Baldwin v. State, 449 S.E.2d 853 (GA Supreme Court 1994)
BALDWIN v. THE STATE
Supreme Court of Georgia
264 Ga. 664; 449 S.E.2d 853; 1994 Ga. LEXIS 906; 94 Fulton County D. Rep. 3828
November 28, 1994, Decided
Garland & Samuel, P. C., Lynne Y. Borsuk, for appellant.
Lewis R. Slaton, District Attorney, Rebecca A. Keel, Assistant District Attorney, Michael J. Bowers, Attorney General, Paige M. Reese, Assistant Attorney General, for appellee.
Carley, Justice. All the Justices concur, except Sears and Thompson, JJ., who concur in part and dissent in part.
OPINION BY: CARLEY
Appellant was convicted of malice murder and possession of a firearm by a convicted felon. His motion for new trial was denied and he appeals. 1
1. With regard to the State’s burden of proof, the trial court gave the following charge:
Now, this defendant is presumed to be innocent until proven guilty. A defendant enters upon the trial of a case with a presumption of innocence in his favor. This presumption of innocence remains with the defendant until it is overcome by the state with evidence which is sufficient to convince you beyond a reasonable doubt that the defendant is guilty of the offense or the offenses charged. No person shall be convicted of any crime unless and until each element of the crime is proven beyond a reasonable doubt. The burden of proof rests upon the state to prove every material allegation of the indictment and every essential element of the crimes charged beyond a reasonable doubt. There is no burden of proof upon the defendant whatever, and the burden never shifts to the defendant to prove his innocence. However, the state is not required to prove the guilt of the accused beyond all doubt or to a mathematical certainty. Reasonable certainty is all that can be expected in a legal investigation. A reasonable doubt means just what it says. It is the doubt of a fairminded, impartial juror, honestly seeking the truth. It is a doubt based upon common sense and reason. It does not mean a vague or arbitrary doubt. It is a doubt for which a reason can be given arising from a consideration of the evidence, a lack of evidence, a conflict in the evidence, or a combination of these. After you consider all the facts and circumstances of this case, if your minds are wavering, unsettled, unsatisfied, then that is a doubt of the law and you should acquit the defendant. If that doubt as to the guilt of the accused does not exist in your minds, then you would be authorized to convict him. If the state fails to prove the defendant’s guilt beyond a reasonable doubt, it is your duty to acquit him.
Appellant urges that, by instructing the jury that “[r]easonable certainty is all that can be expected in a legal investigation,” the trial court impermissibly reduced the State’s burden of proof and allowed the jury to convict him on a lesser standard than “beyond a reasonable doubt.” However, we have held that use of the phrase “moral and reasonable certainty” does not constitute reversible error when it appears in the context of a charge which “as a whole repeatedly and accurately conveyed to the jury the concept of reasonable doubt.” Vance v. State, 262 Ga. 236, 237 (2) (416 S.E.2d 516) (1992). See also Hicks v. State, 262 Ga. 756, 757 (3) (425 S.E.2d 877) (1993); Marion v. State, 263 Ga. 358, 359 (2) (434 S.E.2d 463) (1993).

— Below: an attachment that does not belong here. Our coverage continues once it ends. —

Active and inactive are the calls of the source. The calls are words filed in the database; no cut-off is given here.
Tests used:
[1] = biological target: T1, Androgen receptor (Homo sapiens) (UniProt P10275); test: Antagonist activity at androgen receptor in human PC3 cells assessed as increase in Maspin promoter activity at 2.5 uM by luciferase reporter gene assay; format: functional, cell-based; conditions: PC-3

Appellant urges that this analysis can no longer be applied and he cites Sullivan v. Louisiana, 508 U.S. (113 S. Ct. 2078, 124 L. Ed. 2d 182) (1993) for this proposition. However, all that Sullivan holds is that a constitutionally deficient reasonable doubt instruction cannot be harmless error. We are cited to no decision holding that, through inclusion of the phrase “reasonable certainty,” an instruction is rendered constitutionally deficient and reversible error even though the concept of reasonable doubt otherwise is conveyed repeatedly and accurately to the jury. Indeed, we have held that, where the jury is charged properly on the definition of “reasonable doubt,” the use of the phrase “moral and reasonable certainty” is not constitutionally deficient. Brown v. State, 264 Ga. 48, 50 (3) (a) (441 S.E.2d 235) (1994). See also Davis v. State, 213 Ga. App. 113, 114 (1) (443 S.E.2d 638) (1994). Similarly, the Supreme Court of the United States has held that a reference to “moral certainty” does not render an instruction constitutionally deficient and reversible error where, taken as a whole, the instructions otherwise correctly convey the concept of reasonable doubt to the jury. Victor v. Nebraska, 511 U.S. (114 S. Ct. 1239, 127 L. Ed. 2d 583) (1994). See also Lloyd v. State, 214 Ga. App. 564, 569 (1) (448 S.E.2d 729) (1994).
The phrase at issue in the instant case is not a “moral and reasonable certainty,” but a “reasonable certainty.” However, like the phrase “moral certainty,” (Victor v. Nebraska, supra at 1245 (II) (A); Lloyd v. State, supra at 567), the phrase “reasonable certainty” has historically been used to describe the evidence necessary to establish proof beyond a reasonable doubt. Hattaway v. Dickens, 163 Ga. 755 (2) (a) (137 SE 57) (1926). Even if “reasonable certainty,” standing alone, might not be recognized by modern jurors as a synonym for proof beyond a reasonable doubt, “it does not necessarily follow that the instruction is unconstitutional.” Victor v. Nebraska, supra at __.